I am a bit short of ideas for the blog. So I am taking the easy option and giving you part of Sunday's sermon. I am preaching on Jesus' encounter with the rich young ruler (Mark 10). The following are the introduction and the conclusion.
I remember one morning when I was in school walking past a shoulder-high window and looking into a room where the Christian Union were praying. Some of the guys that I was with thought that this was hilarious. Although I had made a decision to follow Jesus at a Scripture Union camp a few years earlier I did not want to be among those people in that room who were being laughed about. Looking back at that time I would have to say that I am not sure that I had come to the point where I could honestly say that Jesus was my Lord and king. In truth I was something of a coward who valued fitting in more that I valued Jesus and his people. You could say that fitting in was my ‘central impediment’ to following Christ.
A ‘central impediment’ to following Jesus is that thing (or things) that stop us whole-heartedly living for him. For some people their central impediment is popularity—‘if I became a Christian would my friends think of me?’ For others their central impediment is some obvious sin in their lives—‘if I became a Christian would Jesus demand that I forgive those who have wronged me?’ For many people their central impediment is their commitment to being respectable—‘I am a good person and I will not accept a message that tells me that I am in desperate need of God’s forgiveness.’
This morning we are looking at someone who had a central impediment that stopped him from following Christ. As we work through this passage we will see that no matter how attached we are to our central impediment it can never offer us the joy found in relationship with Jesus.
Here is the conclusion,
C. S. Lewis claimed that our problem is not that we seek pleasure but that we seek pleasure in the wrong places. He says we are like children content building sandcastles in the slums because we have never heard about a holiday by the sea. That rich man went away from Jesus empty because he believed that the pleasures of his wealth were greater than the pleasures found in a relationship with Christ.
Our passage ends with Jesus speaking about the rewards. Your family might laugh at you but you will find a whole new family among God’s people. You will put your wealth at God’s disposal but you become a part of a community of sharing each others needs. There will be persecutions—it might simply be that people think of you as a religious fanatic. But remember that no matter what God calls you to give up as you follow him you will never out-give him. He blesses both in this life and the next.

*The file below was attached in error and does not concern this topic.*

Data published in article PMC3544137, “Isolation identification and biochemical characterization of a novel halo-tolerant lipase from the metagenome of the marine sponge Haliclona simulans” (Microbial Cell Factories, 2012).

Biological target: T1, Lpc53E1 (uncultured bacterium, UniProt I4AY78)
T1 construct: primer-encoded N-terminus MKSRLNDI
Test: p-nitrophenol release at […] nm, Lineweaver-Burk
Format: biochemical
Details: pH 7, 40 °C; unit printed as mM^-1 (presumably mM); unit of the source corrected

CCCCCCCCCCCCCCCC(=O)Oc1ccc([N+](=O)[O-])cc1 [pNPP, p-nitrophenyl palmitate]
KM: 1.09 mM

I started this talk telling you about looking into that room of praying Christians at school and thinking that I didn’t want to be the object of mocking. Well, when I went to college I decided that I needed to stand up for Christ. I didn’t lose as may friends as I might have because I was still shy about what I believed. I have found following Jesus to be a great blessing. While I have great friends who don’t follow Jesus I found that there is a friendship with Christians that is deep, because we share a belief in the same person. While I am no intellectual I have found Christianity to be intellectually satisfying, I have read far more books than I would have if I had not followed Christ. While churches can have their problems I have been blessed by both the local church and the universal church—I look forward to meeting with you guys on a Sunday morning and I have Christian friends in other parts of the world. While I have sometimes struggled to understand God’s ways (and the problem always lie with me), time and again I have seen God to be faithful. While my focus has not been heavenward enough, the truth is that all of us who follow Jesus can look forward to enjoying his goodness for all eternity.So my final plea this morning is not to cut off your nose to spite your face.Realise that your central impediment to following Christ can not offer you all the blessings that are found in a loving relationship with Jesus. Similarly, if you claim to be a Christian but you are stubbornly resisting his challenge in an area of your life then (as they say up north) ‘wise up.’ We all go through seasons where we resist Christ’s challenges but if you do so persistently and stubbornly then maybe you have not really submitted your life to Christ. The least that you are doing is robbing yourself of the intimacy that is found when we lean of Jesus in trust and seeking his help to obey. Your central impediment can’t give you as much pleasure as a relationship with Christ.